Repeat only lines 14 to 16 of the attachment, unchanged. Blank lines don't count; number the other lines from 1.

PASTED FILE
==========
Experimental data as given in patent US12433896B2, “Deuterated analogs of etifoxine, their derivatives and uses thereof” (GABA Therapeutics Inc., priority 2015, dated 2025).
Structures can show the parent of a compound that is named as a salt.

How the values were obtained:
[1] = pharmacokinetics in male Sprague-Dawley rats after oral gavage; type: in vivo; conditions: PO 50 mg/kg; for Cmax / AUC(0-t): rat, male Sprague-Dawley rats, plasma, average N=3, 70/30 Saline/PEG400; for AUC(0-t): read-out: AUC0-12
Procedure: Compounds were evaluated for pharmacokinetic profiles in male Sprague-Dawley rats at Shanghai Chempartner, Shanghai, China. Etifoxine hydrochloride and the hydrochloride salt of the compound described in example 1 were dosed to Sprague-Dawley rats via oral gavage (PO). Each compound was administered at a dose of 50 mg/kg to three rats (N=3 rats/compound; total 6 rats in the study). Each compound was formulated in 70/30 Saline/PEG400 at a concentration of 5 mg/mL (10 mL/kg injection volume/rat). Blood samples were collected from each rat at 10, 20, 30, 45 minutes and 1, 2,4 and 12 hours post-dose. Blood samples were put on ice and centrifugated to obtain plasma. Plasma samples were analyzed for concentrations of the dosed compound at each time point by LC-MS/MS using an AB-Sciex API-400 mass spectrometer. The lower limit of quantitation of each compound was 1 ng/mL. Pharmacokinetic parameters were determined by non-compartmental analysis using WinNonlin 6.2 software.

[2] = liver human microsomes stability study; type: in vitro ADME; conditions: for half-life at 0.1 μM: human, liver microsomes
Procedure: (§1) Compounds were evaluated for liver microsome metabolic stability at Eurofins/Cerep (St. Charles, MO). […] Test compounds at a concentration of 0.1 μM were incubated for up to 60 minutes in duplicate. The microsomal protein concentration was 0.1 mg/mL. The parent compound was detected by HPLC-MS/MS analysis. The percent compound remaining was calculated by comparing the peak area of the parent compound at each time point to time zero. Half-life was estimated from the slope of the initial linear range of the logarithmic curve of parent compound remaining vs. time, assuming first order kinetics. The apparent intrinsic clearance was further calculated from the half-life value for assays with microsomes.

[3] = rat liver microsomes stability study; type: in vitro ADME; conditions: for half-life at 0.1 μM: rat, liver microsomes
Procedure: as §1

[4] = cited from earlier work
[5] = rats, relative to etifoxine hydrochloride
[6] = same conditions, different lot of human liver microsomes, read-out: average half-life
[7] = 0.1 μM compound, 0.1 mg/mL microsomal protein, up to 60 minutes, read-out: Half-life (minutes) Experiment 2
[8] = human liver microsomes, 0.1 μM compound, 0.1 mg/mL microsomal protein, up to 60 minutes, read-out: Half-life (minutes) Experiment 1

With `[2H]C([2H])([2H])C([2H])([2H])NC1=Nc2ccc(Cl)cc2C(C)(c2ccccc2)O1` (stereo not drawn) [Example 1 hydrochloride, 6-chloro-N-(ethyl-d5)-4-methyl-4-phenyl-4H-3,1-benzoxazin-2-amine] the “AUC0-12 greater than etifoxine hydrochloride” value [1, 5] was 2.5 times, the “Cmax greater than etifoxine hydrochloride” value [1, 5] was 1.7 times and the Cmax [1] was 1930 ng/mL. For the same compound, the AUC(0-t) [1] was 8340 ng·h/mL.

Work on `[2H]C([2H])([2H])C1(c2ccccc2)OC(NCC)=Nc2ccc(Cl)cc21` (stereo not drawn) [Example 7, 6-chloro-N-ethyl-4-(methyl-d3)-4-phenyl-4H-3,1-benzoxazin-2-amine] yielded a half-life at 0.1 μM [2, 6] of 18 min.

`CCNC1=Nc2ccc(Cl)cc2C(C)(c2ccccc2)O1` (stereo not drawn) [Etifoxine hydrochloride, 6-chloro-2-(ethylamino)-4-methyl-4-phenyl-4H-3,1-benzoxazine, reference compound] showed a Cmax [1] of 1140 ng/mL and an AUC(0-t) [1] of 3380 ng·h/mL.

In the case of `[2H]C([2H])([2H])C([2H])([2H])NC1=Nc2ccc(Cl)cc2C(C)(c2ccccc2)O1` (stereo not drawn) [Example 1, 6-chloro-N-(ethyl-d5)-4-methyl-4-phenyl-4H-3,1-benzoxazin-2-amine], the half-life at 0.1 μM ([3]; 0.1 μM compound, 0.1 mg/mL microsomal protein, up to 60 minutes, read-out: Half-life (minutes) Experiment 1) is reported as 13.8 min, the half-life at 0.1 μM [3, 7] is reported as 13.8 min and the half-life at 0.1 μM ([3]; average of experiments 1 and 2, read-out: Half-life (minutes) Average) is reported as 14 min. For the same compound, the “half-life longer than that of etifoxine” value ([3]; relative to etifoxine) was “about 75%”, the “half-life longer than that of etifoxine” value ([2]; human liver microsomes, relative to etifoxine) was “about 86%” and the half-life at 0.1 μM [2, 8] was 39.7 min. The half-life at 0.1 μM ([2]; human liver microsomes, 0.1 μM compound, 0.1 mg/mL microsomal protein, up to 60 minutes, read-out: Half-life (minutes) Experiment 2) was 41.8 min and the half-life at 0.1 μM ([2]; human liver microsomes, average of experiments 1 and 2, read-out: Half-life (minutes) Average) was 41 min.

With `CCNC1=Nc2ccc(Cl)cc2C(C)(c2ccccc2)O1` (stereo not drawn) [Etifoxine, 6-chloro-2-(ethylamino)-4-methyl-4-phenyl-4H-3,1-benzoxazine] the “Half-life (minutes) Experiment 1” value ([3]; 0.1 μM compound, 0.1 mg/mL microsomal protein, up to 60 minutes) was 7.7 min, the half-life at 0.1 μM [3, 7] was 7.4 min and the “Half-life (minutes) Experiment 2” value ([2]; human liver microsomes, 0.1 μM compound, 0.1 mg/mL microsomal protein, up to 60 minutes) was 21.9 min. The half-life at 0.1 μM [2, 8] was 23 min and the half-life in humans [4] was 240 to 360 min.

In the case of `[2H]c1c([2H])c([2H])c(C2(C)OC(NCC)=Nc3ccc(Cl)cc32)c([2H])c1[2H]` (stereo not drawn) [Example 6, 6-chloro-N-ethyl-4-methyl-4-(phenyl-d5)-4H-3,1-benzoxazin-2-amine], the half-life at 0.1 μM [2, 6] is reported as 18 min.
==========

[8] = human liver microsomes, 0.1 μM compound, 0.1 mg/mL microsomal protein, up to 60 minutes, read-out: Half-life (minutes) Experiment 1

With `[2H]C([2H])([2H])C([2H])([2H])NC1=Nc2ccc(Cl)cc2C(C)(c2ccccc2)O1` (stereo not drawn) [Example 1 hydrochloride, 6-chloro-N-(ethyl-d5)-4-methyl-4-phenyl-4H-3,1-benzoxazin-2-amine] the “AUC0-12 greater than etifoxine hydrochloride” value [1, 5] was 2.5 times, the “Cmax greater than etifoxine hydrochloride” value [1, 5] was 1.7 times and the Cmax [1] was 1930 ng/mL. For the same compound, the AUC(0-t) [1] was 8340 ng·h/mL.

Work on `[2H]C([2H])([2H])C1(c2ccccc2)OC(NCC)=Nc2ccc(Cl)cc21` (stereo not drawn) [Example 7, 6-chloro-N-ethyl-4-(methyl-d3)-4-phenyl-4H-3,1-benzoxazin-2-amine] yielded a half-life at 0.1 μM [2, 6] of 18 min.